20 September 2016
Help UK insurers get back to managing the business, not managing the regulators
So, the Treasury is starting an inquiry into UK insurance regulation in the face of Brexit. Perhaps I can help them get started with a few personal suggestions?
1. Don’t change for change’s sake
It's tempting to dismantle Solvency II wholesale, given what a burden it’s been. But that would be a mistake. In the course of complying with Solvency II, many insurers have massively improved their risk management, modelling and communication internally and externally. Let's not lose that.
2. Revisit the regulators' remit
Did the UK gold-plate Solvency II, or were we the only country that implemented it properly? Whatever your view, there’s no arguing about the net effect: regulators are spending too much time challenging well-run firms on the minutiae, taking resource away from policing the small number of operators who really are sailing close to the wind. So, revisit the regulators' priorities and free them up to do the jobs that really will protect policyholders.
3. Ditch model approval
Back in the ICAS days, you calculated your regulatory capital using a model and, where the regulator wasn't fully happy with your modelling, you squared things by accepting a capital loading.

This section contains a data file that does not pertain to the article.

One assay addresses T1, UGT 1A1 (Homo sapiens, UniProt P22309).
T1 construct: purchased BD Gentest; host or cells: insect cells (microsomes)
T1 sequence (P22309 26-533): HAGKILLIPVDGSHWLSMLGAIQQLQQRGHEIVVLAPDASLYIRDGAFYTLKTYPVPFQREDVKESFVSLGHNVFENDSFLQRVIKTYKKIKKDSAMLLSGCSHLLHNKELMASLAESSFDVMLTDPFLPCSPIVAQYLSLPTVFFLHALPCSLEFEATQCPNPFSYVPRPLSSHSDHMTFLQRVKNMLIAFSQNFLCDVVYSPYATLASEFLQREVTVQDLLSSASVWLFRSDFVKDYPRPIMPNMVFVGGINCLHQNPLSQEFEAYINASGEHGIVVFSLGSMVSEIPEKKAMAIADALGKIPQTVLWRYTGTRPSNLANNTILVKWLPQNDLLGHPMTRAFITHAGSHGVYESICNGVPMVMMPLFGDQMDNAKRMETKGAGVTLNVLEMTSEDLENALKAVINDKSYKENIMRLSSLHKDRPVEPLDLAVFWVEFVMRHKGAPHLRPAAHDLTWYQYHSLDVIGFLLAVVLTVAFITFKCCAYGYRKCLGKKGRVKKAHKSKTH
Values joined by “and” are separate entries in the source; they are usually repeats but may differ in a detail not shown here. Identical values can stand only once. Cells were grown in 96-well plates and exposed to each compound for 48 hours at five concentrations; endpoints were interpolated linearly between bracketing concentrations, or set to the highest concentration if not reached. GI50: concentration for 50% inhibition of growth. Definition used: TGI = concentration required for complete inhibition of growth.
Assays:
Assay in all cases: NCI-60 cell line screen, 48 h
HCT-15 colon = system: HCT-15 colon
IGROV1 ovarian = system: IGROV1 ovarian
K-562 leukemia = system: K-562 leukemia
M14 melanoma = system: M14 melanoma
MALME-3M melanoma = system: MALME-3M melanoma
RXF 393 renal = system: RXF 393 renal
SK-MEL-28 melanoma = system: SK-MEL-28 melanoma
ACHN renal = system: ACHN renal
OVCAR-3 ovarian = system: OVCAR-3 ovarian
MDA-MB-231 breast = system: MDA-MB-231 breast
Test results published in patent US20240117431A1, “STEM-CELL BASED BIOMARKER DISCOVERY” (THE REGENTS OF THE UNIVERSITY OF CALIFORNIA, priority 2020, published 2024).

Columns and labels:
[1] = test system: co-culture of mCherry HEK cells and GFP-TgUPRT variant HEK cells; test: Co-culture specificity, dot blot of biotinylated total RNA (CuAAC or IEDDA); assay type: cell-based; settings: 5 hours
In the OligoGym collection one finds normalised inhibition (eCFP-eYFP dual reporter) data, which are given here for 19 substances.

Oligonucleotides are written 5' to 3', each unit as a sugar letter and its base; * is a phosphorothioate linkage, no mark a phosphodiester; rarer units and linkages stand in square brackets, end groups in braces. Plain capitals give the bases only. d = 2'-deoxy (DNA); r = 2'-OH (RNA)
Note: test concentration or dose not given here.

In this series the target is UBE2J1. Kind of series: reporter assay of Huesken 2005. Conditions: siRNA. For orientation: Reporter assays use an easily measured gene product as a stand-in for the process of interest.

Solvency II couldn't allow a system like that. There was too much risk that some European regulators would go easy on their firms. The solution was to discourage regulators from using discretionary loadings and instead creating a Europe-wide standard for model approval. The aim was that the quality of capital modelling would then be as good in one country as another.
This idea just didn’t work. The standard was set too high, discouraging virtually everyone in Europe from bothering with a model. Hardly a good result when the goal is getting firms to be more risk-aware. And there still isn't a level playing field. Some regulators (including our own) are undoubtedly tougher than others on models.
A workable post-Brexit solution would be to set a lower threshold for model "approval", and then reintroduce the use of PRA discretionary loadings where models don't quite come up to scratch.
4. Don't lose the "O" in ORSA
It's the one bit of Solvency II that firms have said they value. The Own Risk and Solvency Assessment has proved to be an excellent tool both internally and for communicating with the regulator. But complaints are growing that the regulator is too prescriptive about the content of the report, to the extent that some firms now have separate "internal" and "regulatory" ORSAs. Guys, the clue is in the word "own". It’s important that any new UK regulation enables firms to keep the ORSA relevant for their business.
So, Treasury Committee, you have a golden opportunity to build on the good bits of Solvency II and clear away the clutter. Regulators do some excellent work, like the PRA’s recent warnings about the market losing underwriting discipline, backed by some powerful analysis. Free them up to regulate more intelligently and proportionately, and help UK insurers get back to managing the business, not managing the regulators.